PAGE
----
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Old 11-13-2010, 05:06 PM   #1
gujedan
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some questions


1. is there a way to prohibit a program from writing data on the hdd?
2. can i have different icons on each gnome workspace and how?
3. how to untar to current directory?
"tar -xvvf blablah.tar.gz" does not work
"tar -xvvf blabla.tar.gz -C ./" does not work
in both cases, the files go into some strange random locations.
4. how can i change the way colors are displayed for different content in the xfce terminal? I used to have red for archives, blue for dirs etc. in kde, but lost all that after changing to gnome.

Last edited by gujedan; 11-13-2010 at 05:07 PM.
 
Old 11-13-2010, 05:45 PM   #2
mf93
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3. tar xvzf <file>.tar.gz should put it into the current directory.
 
Old 11-13-2010, 05:45 PM   #3
udaman
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Untar with:
Code:
 tar xzvf blabla.tar.gz
You had a typo as -xvvf
 
Old 11-14-2010, 08:12 AM   #4
Nylex
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Quote:
Originally Posted by gujedan View Post
1. is there a way to prohibit a program from writing data on the hdd?
2. can i have different icons on each gnome workspace and how?
3. how to untar to current directory?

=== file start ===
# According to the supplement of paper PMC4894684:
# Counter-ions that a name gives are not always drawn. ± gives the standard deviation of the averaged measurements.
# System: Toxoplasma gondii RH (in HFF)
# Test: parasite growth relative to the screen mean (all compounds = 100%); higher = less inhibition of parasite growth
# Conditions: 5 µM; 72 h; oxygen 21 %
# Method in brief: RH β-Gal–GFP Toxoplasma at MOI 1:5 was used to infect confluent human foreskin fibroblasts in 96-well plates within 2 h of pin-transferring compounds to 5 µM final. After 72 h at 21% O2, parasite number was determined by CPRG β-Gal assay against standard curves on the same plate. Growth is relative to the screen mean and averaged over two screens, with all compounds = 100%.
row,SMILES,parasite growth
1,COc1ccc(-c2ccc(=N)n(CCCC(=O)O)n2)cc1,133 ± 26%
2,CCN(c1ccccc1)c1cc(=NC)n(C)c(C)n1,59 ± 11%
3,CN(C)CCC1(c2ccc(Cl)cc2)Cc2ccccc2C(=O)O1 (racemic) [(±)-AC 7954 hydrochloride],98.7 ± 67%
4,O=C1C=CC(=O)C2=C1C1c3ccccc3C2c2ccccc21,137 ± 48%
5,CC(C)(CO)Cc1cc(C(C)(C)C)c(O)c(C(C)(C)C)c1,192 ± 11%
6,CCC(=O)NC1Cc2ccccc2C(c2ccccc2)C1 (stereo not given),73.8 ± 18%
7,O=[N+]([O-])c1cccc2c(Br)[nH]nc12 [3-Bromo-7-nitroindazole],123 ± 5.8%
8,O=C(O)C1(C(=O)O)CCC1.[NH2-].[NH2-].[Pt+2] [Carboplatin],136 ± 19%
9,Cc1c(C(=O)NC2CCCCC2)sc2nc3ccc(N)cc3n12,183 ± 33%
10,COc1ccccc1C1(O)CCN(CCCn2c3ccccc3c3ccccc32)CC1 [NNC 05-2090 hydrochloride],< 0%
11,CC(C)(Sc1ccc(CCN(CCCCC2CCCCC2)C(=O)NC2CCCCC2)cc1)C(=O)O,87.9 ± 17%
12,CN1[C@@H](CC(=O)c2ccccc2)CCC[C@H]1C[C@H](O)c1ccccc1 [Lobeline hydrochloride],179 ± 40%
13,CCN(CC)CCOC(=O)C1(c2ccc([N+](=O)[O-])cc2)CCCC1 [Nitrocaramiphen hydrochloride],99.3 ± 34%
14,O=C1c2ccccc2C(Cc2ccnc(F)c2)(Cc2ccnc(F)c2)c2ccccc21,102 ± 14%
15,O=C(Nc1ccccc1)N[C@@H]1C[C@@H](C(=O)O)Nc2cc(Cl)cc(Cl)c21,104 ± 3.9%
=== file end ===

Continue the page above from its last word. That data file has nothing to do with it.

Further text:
"tar -xvvf blablah.tar.gz" does not work
"tar -xvvf blabla.tar.gz -C ./" does not work
in both cases, the files go into some strange random locations.
4. how can i change the way colors are displayed for different content in the xfce terminal? I used to have red for archives, blue for dirs etc. in kde, but lost all that after changing to gnome.
You really should put unrelated questions in their own threads (with descriptive titles).

Regarding 1., you could mount the relevant partition read-only, but presumably that would cause some problems. Can you explain why you need to do this?
 
Old 11-14-2010, 09:37 AM   #5
AwesomeMachine
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Terminal text colors are program dependent. For the ls command, you use ls --color.
 
Old 11-15-2010, 07:35 AM   #6
gujedan
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Quote:
Originally Posted by AwesomeMachine View Post
Terminal text colors are program dependent. For the ls command, you use ls --color.
actually, I'm using the exact same program as I used before only now it has no colors. With --color I get some colors, but not the same set I used before. Is there any place where I can edit how the colors are displayed?
 
Old 11-15-2010, 07:42 AM   #7
AwesomeMachine
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Post Aliases

Quote:
Originally Posted by gujedan View Post
actually, I'm using the exact same program as I used before only now it has no colors. With --color I get some colors, but not the same set I used before. Is there any place where I can edit how the colors are displayed?
Linux distros and desktops always use some aliases. You can look at the man page for alias which is a command to create aliases. Then, when you run a command it will use the alias instead.

Example: make ls and alias for ls --color. Now, when you type ls it will execute the alias, ls --color. The terminal itself does not know file types, much less does it know how to make certain types one color and other types another color.
 
Old 11-15-2010, 08:07 AM   #8
catkin
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alias is a bash builtin so has no man page. help alias gives the bash builtin equivalent of a man page but does not give as much as the bash man page which includes the great sentence "The rules concerning the definition and use of aliases are somewhat confusing".
 
  


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